Our History

History Of The Building

Masjid Ramadan was originally built as the Stoke Newington Synagogue. You can still see the foundation stone outside the building facing Shacklewell Lane. It records that the stone was laid by the Hon. Nathaniel Charles Rothschild, the Chairman of the Building Committee, on 13 September 1903, along with Gustav Tuck, the Treasurer of the Building Committee. The architect was Lewis Solomon FRIBA, and the builders were the Perry Brothers.

Solomon (1848-1928) had a major influence on the design of British synagogues. He was Honorary Architect to the Federation of Synagogues, and was Architect and Surveyor to the United Synagogue. The Stoke Newington Synagogue was his biggest commission.

The Stoke Newington Synagogue was built as the successor to the New Dalston Synagogue. The new synagogue gave seated accommodation for 450 men and 300 women. The associated school had room for 250 children. On its completion the synagogue was described as “plain but substantial, and the simplicity of the internal decoration is effective”.

In 1967 the synagogue incorporated the congregation of the Dalston Synagogue. A little under a decade later, the Stoke Newington Synagogue closed and the congregation was amalgamated with Hackney Synagogue in 1976.

With the formation of the UK Turkish Islamic Trust in 1977, its chair Ramadan Guney led the negotiations for acquiring the former synagogue. This resulted in the acquisition of the building and surrounding land, making it the first Turkish-owned mosque in Britain, serving the large Turkish and Turkish Cypriot community in the area.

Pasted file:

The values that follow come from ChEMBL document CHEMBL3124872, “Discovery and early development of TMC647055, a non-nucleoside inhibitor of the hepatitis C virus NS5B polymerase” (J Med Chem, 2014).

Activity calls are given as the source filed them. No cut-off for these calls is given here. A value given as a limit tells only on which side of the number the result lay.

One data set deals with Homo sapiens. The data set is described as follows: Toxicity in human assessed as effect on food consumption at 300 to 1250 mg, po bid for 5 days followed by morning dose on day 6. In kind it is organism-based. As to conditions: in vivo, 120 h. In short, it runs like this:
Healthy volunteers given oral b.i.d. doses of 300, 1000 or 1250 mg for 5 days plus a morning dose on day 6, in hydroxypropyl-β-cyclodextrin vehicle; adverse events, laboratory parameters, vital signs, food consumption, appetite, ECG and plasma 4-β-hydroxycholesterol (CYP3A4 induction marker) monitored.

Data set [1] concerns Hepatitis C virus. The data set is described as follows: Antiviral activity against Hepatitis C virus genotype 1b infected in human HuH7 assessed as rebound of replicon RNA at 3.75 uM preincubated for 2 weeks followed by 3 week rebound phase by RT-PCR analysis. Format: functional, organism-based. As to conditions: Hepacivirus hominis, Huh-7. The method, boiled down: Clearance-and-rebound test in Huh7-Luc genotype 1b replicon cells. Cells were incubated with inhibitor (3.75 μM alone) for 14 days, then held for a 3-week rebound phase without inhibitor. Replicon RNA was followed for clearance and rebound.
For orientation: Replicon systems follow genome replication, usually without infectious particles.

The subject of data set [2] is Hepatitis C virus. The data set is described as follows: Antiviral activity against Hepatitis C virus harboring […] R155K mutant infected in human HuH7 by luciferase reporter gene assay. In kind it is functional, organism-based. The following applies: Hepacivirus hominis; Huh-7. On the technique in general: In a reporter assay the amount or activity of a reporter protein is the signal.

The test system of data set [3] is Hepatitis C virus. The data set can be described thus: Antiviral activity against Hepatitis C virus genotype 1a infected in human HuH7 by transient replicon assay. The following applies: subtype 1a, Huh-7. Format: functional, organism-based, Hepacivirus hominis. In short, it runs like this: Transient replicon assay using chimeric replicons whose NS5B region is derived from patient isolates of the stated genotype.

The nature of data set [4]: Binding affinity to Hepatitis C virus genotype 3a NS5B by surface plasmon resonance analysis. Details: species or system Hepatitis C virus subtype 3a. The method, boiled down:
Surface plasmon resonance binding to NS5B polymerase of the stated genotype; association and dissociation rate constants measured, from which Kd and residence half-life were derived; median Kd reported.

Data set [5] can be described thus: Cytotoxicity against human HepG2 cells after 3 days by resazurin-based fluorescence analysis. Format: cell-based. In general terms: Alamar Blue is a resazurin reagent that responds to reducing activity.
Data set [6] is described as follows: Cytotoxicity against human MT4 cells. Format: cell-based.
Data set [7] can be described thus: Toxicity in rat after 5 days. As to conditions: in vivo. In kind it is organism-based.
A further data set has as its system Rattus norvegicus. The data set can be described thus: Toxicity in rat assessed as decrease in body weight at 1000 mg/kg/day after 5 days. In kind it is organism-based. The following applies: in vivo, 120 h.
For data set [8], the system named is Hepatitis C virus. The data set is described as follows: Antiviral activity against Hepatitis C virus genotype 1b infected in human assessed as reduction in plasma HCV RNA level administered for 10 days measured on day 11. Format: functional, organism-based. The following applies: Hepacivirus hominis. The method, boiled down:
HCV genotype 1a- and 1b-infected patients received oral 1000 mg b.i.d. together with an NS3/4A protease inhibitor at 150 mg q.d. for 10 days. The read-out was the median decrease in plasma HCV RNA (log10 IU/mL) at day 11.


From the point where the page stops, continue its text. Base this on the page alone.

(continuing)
Commonly known as Shacklewell Lane Mosque, it is one of Hackney’s earliest mosques and certainly one of its largest.

Over the years, the mosque has evolved, serving an increasingly diverse Muslim community, a reflection of the changing demographics of Dalston and Stoke Newington.

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Our History

Masjid Ramadan was originally built as the Stoke Newington Synagogue. You can still see the foundation stone outside the building.

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Kindness and Compassion


Sadaqah meaning ‘charity’, is the concept of voluntary giving in Islam. The term stems from the Arabic root word ‘sidq’, which means sincerity.

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Ethically Sourced Crystals


Holistic therapies known to help combat phobias, treat addictions, and help patients to better manage life-threatening illnesses.

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Purification and Growth


Zakat, which is one of the five pillars of Islam, is to be given by all Muslims. Zakat is given out of the surplus wealth or earnings.

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